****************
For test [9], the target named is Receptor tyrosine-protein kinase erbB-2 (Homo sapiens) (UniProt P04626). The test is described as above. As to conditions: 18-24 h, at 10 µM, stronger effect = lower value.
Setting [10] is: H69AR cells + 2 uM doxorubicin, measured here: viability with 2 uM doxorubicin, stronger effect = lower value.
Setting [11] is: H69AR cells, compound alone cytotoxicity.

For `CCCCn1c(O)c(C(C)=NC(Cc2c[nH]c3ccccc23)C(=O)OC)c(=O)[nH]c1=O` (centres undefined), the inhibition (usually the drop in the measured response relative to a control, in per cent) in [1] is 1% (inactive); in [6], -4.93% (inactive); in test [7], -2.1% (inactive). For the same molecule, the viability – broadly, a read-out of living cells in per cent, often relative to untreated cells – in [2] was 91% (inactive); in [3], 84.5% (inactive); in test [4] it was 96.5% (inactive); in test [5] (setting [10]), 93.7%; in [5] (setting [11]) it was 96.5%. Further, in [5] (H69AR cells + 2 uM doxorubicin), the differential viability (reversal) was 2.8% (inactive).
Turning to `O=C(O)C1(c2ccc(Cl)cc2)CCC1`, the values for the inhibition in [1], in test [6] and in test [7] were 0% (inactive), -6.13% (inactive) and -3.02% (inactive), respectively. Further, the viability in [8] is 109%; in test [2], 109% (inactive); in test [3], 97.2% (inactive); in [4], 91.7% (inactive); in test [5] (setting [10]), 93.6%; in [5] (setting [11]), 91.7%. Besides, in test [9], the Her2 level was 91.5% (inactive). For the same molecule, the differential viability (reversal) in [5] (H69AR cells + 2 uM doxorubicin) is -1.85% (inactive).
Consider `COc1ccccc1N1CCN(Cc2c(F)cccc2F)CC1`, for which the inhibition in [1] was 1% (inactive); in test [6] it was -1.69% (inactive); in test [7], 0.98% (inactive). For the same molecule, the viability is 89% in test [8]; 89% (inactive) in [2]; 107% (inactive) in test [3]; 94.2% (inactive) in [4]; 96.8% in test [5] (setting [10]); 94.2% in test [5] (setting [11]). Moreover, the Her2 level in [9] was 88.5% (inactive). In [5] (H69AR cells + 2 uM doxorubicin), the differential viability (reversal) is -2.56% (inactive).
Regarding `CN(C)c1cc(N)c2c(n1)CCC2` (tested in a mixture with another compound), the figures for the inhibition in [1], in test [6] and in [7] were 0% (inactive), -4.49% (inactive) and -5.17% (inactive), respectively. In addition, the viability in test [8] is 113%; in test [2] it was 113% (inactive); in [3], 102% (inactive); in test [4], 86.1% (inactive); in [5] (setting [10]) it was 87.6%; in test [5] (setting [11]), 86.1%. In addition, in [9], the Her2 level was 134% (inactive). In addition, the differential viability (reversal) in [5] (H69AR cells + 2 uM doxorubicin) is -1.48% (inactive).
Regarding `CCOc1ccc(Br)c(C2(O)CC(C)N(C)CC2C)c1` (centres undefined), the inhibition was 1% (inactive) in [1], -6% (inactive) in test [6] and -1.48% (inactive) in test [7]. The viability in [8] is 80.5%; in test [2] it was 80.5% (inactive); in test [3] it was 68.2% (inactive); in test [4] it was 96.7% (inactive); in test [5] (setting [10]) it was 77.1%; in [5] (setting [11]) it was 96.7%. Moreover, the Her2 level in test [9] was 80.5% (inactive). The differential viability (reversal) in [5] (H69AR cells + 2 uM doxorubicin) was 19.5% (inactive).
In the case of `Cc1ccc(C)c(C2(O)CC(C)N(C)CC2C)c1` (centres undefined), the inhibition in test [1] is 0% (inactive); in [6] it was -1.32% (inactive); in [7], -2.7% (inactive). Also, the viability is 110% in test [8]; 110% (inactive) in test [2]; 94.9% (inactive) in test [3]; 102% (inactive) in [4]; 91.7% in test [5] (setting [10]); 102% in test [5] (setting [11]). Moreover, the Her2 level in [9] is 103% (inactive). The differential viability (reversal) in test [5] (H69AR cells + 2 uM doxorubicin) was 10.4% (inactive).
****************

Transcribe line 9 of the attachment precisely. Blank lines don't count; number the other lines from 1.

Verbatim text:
In the case of `Cc1ccc(C)c(C2(O)CC(C)N(C)CC2C)c1` (centres undefined), the inhibition in test [1] is 0% (inactive); in [6] it was -1.32% (inactive); in [7], -2.7% (inactive). Also, the viability is 110% in test [8]; 110% (inactive) in test [2]; 94.9% (inactive) in test [3]; 102% (inactive) in [4]; 91.7% in test [5] (setting [10]); 102% in test [5] (setting [11]). Moreover, the Her2 level in [9] is 103% (inactive). The differential viability (reversal) in test [5] (H69AR cells + 2 uM doxorubicin) was 10.4% (inactive).